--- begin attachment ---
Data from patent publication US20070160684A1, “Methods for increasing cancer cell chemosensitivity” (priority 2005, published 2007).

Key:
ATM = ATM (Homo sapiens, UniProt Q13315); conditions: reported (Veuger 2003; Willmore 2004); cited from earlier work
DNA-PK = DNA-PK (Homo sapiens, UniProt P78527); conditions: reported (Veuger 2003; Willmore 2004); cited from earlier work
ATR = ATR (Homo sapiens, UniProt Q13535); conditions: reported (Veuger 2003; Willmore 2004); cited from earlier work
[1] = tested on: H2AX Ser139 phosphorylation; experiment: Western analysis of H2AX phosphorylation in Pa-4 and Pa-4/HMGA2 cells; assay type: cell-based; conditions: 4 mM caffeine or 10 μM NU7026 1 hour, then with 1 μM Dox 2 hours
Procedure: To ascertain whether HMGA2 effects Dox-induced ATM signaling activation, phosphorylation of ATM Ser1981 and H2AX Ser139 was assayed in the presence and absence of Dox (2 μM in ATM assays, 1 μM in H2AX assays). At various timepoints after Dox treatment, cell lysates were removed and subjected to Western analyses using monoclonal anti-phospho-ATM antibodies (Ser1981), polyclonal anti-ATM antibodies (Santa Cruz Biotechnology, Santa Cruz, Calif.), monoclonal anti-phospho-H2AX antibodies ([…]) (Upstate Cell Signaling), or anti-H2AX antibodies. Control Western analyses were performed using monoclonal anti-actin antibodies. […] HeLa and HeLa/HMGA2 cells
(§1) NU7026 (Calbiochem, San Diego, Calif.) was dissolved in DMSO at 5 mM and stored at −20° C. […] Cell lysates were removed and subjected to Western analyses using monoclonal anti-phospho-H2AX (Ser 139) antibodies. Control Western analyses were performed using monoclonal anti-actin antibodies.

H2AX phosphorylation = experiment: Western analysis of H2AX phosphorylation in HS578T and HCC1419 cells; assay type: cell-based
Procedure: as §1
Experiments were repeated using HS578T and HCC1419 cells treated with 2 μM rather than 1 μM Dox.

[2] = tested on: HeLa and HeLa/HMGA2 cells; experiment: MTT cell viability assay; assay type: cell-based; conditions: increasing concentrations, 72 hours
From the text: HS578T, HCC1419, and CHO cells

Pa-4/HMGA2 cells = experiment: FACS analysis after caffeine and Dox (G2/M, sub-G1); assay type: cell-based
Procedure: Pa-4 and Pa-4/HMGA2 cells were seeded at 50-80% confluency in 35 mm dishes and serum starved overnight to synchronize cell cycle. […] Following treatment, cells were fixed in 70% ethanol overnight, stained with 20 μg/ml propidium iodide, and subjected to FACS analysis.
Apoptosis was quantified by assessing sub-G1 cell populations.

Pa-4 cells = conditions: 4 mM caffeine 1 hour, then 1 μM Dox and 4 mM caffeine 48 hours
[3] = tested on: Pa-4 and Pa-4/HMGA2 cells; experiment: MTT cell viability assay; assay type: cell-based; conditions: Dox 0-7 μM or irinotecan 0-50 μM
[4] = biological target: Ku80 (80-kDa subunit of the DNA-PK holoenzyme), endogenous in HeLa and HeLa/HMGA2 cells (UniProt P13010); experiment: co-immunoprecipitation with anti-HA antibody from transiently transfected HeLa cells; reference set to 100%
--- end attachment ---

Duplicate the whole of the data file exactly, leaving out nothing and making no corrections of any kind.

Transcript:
Data from patent publication US20070160684A1, “Methods for increasing cancer cell chemosensitivity” (priority 2005, published 2007).

Key:
ATM = ATM (Homo sapiens, UniProt Q13315); conditions: reported (Veuger 2003; Willmore 2004); cited from earlier work
DNA-PK = DNA-PK (Homo sapiens, UniProt P78527); conditions: reported (Veuger 2003; Willmore 2004); cited from earlier work
ATR = ATR (Homo sapiens, UniProt Q13535); conditions: reported (Veuger 2003; Willmore 2004); cited from earlier work
[1] = tested on: H2AX Ser139 phosphorylation; experiment: Western analysis of H2AX phosphorylation in Pa-4 and Pa-4/HMGA2 cells; assay type: cell-based; conditions: 4 mM caffeine or 10 μM NU7026 1 hour, then with 1 μM Dox 2 hours
Procedure: To ascertain whether HMGA2 effects Dox-induced ATM signaling activation, phosphorylation of ATM Ser1981 and H2AX Ser139 was assayed in the presence and absence of Dox (2 μM in ATM assays, 1 μM in H2AX assays). At various timepoints after Dox treatment, cell lysates were removed and subjected to Western analyses using monoclonal anti-phospho-ATM antibodies (Ser1981), polyclonal anti-ATM antibodies (Santa Cruz Biotechnology, Santa Cruz, Calif.), monoclonal anti-phospho-H2AX antibodies ([…]) (Upstate Cell Signaling), or anti-H2AX antibodies. Control Western analyses were performed using monoclonal anti-actin antibodies. […] HeLa and HeLa/HMGA2 cells
(§1) NU7026 (Calbiochem, San Diego, Calif.) was dissolved in DMSO at 5 mM and stored at −20° C. […] Cell lysates were removed and subjected to Western analyses using monoclonal anti-phospho-H2AX (Ser 139) antibodies. Control Western analyses were performed using monoclonal anti-actin antibodies.

H2AX phosphorylation = experiment: Western analysis of H2AX phosphorylation in HS578T and HCC1419 cells; assay type: cell-based
Procedure: as §1
Experiments were repeated using HS578T and HCC1419 cells treated with 2 μM rather than 1 μM Dox.

[2] = tested on: HeLa and HeLa/HMGA2 cells; experiment: MTT cell viability assay; assay type: cell-based; conditions: increasing concentrations, 72 hours
From the text: HS578T, HCC1419, and CHO cells

Pa-4/HMGA2 cells = experiment: FACS analysis after caffeine and Dox (G2/M, sub-G1); assay type: cell-based
Procedure: Pa-4 and Pa-4/HMGA2 cells were seeded at 50-80% confluency in 35 mm dishes and serum starved overnight to synchronize cell cycle. […] Following treatment, cells were fixed in 70% ethanol overnight, stained with 20 μg/ml propidium iodide, and subjected to FACS analysis.
Apoptosis was quantified by assessing sub-G1 cell populations.

Pa-4 cells = conditions: 4 mM caffeine 1 hour, then 1 μM Dox and 4 mM caffeine 48 hours
[3] = tested on: Pa-4 and Pa-4/HMGA2 cells; experiment: MTT cell viability assay; assay type: cell-based; conditions: Dox 0-7 μM or irinotecan 0-50 μM
[4] = biological target: Ku80 (80-kDa subunit of the DNA-PK holoenzyme), endogenous in HeLa and HeLa/HMGA2 cells (UniProt P13010); experiment: co-immunoprecipitation with anti-HA antibody from transiently transfected HeLa cells; reference set to 100%